events. They are not small-scale laws. Consequently they do not destroy large-scale laws; they have not the genuine deadly power of the negative instance. 14 Diamonds Argument That Miracles Would Destroy Science Malcolm Diamond, professor of philosophy at Princeton University, insists that it is disastrous to accept miraculous exceptions to scientific laws. For if we accept some exceptions as supernatural, then scientific development would either be stopped or else made completely capricious, because it would necessarily be a matter of whim or whether one invoked the concept of miracle. 15 In short, Diamond sees two problems with supernaturalism: (1) exceptions should not stop scientific research (they are in fact goads to further research); and (2) exceptions should not necessarily be called miracles. Does the odd always prove God? If not, then how do we distinguish the unusual from the supernatural? According to Diamond, Allowing for the possibility of supernatural explanations of naturally observable occurrences is something that would, in effect, drive working scientists to opt right out of the scientific enterprise. Why? Because, insists Diamond, these scientists would not be able to investigate [the miracle]. As scientists they would not be able to determine whether the exception was supernatural. 16 In short, scientists, as scientists, must operate with autonomy, that is, they must set their own rules and referee their own games. Therefore, although nothing logically would prevent a scientist from accepting the supernatural interpretation of an utterly extraordinary occurrence, on the functional level, this would involve a sellout of science. 17 Diamond concludes: the answer that I shall offer on behalf of the naturalistic interpretation is pragmatic. It recommends reliance on the scientific explanations without pretending to be a conclusive refutation of supernaturalism. 18 The outline of this argument is now clear. It is a pragmatic argument based on belief in the autonomy of the scientific method, which can be formulated thus: 1. 2. 3. Scientists, as scientists, cannot give up looking for naturalistic explanations for every event. To admit even one miracle is to give up looking for a natural explanation. Therefore, to admit miracles is to give up being a scientist.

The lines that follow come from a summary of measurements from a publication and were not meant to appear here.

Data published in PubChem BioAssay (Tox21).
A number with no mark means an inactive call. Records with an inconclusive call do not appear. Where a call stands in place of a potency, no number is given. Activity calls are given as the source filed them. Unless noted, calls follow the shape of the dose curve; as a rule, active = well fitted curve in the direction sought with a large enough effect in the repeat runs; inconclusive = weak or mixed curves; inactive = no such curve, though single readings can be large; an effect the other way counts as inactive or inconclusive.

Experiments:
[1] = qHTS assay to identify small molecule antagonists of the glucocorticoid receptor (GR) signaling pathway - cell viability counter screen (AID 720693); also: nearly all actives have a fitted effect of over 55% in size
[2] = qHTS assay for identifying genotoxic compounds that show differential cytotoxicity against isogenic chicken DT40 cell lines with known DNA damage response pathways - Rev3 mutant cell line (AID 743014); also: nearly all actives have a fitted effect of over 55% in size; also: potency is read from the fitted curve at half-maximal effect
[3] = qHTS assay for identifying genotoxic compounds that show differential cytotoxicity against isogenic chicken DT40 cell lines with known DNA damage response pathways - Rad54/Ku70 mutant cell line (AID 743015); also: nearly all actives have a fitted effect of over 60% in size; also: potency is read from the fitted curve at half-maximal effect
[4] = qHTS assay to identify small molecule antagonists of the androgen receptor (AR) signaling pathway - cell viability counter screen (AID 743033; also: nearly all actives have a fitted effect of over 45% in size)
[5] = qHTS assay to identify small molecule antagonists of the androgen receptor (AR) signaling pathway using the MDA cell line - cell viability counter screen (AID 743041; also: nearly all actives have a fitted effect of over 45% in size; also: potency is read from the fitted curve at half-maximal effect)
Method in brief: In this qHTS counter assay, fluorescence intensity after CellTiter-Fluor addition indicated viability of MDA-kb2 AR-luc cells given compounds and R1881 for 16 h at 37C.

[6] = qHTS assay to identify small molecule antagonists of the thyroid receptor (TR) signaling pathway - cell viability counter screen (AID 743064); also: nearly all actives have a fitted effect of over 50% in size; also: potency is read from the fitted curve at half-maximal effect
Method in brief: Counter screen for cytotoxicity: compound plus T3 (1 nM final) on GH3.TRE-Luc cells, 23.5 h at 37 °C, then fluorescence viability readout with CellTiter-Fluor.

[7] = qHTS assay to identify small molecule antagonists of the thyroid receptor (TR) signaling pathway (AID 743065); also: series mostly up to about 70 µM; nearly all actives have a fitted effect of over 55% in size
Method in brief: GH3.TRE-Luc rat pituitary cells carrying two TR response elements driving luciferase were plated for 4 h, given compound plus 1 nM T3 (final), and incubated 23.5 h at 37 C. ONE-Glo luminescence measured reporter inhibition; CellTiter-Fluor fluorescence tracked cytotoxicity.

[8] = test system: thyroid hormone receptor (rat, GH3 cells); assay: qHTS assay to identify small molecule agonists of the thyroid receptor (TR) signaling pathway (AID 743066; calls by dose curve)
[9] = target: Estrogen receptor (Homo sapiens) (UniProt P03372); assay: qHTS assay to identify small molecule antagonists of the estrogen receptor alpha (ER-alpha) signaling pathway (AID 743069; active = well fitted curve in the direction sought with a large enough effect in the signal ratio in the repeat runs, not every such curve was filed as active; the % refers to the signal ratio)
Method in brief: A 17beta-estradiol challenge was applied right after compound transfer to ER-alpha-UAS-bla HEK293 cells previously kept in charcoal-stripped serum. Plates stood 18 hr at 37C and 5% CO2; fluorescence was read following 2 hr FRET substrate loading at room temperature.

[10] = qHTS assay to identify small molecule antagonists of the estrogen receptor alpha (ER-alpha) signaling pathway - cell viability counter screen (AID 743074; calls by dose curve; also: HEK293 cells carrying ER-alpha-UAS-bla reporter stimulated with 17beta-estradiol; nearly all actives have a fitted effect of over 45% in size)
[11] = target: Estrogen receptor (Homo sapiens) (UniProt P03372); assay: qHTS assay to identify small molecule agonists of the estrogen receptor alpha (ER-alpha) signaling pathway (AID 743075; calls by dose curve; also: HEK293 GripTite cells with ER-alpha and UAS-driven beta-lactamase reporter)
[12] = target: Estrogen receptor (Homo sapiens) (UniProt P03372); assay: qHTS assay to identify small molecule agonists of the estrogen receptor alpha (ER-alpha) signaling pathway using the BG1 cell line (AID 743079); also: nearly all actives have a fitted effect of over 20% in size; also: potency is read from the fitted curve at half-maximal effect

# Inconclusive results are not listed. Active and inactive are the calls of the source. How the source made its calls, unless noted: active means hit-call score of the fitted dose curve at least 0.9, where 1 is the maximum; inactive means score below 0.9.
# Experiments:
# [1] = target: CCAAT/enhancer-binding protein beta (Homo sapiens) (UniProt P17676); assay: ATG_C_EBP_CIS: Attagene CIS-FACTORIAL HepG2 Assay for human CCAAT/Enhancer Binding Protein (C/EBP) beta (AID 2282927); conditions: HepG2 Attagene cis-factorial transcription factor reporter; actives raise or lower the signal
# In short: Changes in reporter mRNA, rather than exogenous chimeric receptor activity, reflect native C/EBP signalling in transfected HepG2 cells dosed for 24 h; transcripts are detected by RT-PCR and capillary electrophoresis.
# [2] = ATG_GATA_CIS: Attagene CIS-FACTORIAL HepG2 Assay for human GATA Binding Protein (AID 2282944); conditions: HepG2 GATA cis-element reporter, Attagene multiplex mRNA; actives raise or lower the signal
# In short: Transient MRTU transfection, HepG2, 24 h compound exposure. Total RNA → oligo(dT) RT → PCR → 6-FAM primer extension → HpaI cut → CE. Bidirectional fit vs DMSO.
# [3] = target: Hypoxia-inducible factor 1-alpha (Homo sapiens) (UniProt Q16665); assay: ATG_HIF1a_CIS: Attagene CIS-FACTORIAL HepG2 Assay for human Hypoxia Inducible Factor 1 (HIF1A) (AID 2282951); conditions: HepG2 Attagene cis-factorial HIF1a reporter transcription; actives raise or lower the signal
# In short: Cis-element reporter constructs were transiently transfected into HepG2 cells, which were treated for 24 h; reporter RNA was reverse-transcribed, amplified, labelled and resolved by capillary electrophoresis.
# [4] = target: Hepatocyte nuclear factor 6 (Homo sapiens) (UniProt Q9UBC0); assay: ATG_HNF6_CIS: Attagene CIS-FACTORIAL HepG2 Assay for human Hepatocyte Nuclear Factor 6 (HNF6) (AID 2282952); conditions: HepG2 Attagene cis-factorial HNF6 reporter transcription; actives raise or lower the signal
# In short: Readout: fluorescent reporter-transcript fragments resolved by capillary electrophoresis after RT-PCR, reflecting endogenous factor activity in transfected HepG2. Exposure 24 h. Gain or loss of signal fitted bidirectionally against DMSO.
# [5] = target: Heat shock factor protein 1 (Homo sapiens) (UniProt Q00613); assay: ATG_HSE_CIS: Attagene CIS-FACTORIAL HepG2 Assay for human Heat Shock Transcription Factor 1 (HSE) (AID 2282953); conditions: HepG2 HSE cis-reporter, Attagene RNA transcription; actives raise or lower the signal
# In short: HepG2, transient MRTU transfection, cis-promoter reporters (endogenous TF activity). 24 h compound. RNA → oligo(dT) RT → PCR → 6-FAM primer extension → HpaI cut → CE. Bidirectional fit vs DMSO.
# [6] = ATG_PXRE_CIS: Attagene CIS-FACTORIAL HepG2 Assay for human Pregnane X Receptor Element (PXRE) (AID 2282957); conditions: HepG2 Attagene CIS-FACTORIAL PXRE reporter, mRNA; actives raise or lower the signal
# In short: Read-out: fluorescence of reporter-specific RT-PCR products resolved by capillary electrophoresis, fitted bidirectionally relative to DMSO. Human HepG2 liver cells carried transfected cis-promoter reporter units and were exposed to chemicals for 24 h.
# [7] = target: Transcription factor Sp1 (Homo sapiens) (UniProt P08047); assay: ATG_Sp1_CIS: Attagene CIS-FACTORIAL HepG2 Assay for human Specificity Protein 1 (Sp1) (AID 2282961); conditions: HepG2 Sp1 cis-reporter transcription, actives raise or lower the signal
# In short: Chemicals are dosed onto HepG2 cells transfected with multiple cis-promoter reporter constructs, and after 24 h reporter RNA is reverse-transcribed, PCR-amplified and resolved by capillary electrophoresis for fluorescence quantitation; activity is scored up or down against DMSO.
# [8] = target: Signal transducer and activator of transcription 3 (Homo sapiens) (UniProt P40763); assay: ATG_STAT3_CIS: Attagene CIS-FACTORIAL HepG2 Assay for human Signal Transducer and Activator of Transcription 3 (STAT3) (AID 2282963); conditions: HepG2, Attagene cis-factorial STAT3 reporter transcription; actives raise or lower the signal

An Evaluation of Diamonds Charge 14 Ninian Smart, Philosophers and Religious Truth (London: SCM, 1964), p. 41. 15 Guy Robinson, quoted in Diamond, Miracles, p. 317. 16 Ibid., p. 320. 17 Ibid., p. 321. 18 Ibid. For more on the relationship between science and theology, see J. P. Moreland, Christianity and the Nature of Science (Grand Rapids: Baker, 1989).

We are now in a position to evaluate the charge that belief in miracles is unscientific. Diamonds comments make evident his basic assumption of the absolute autonomy of the scientific method. He assumes as a matter of faith (with only pragmatic justification) that the scientific method is the method for determining all truth. Indeed, it is not just the scientific method but one aspect of the scientific approach (namely, the search for natural causes) that is assumed to be the only approach to truth. The following criticisms, then, may be offered against Diamonds arguments. First, it is wrong, as Diamond implies, to presuppose that the scientific method necessarily entails naturalism. Scientists as scientists need not be so narrow as to believe, in advance of looking at every event, that nothing can ever count as a miracle. All a scientist needs to hold is premises like every event has a cause and the observable universe operates in an orderly way. To add that every event has a natural cause is to load the scientific method with naturalistic presuppositions. Second, Diamond strongly assumes that science has dominion over every event when, in fact, the proper domain of operation science is only over regular events. To assume that there is a natural explanation for every irregular, unrepeatable event is not science but metaphysics. Natural laws do not account for the origin of all events any more than the laws of physics alone explain the origin of a motor, or than the laws of grammar alone can account for a poem. Natural laws only account for the operation of these things, not their origin. It takes an intelligent cause to explain their origin. Third, it is not scientific to be closed-minded to reasonable explanations. And if there is a God who caused the universe to exist and who cares for it, then it is not unreasonable to expect that he can perform some regular activities (natural laws) and also some special events (miracles). The only way to effectively disprove this possibility is to disprove that God exists, but most atheists agree that this is, strictly speaking, not possible to do. 19 Conversely, if God exists, then miracles are possible. The truly scientific and open-minded person will not dismiss in advance, logically or methodologically, the possibility of identifying some miraculous events. We must not presuppose, as Diamond does, that scientists, as scientists, must operate with [naturalistic] autonomy. 20 Fourth, when we reduce the argument against miracles to its basic premises it amounts to this: 1. 2. 3. Whatever actually occurs in the natural world is a natural event. Some so-called miracles have actually occurred. Therefore, these so-called miracles are really natural events.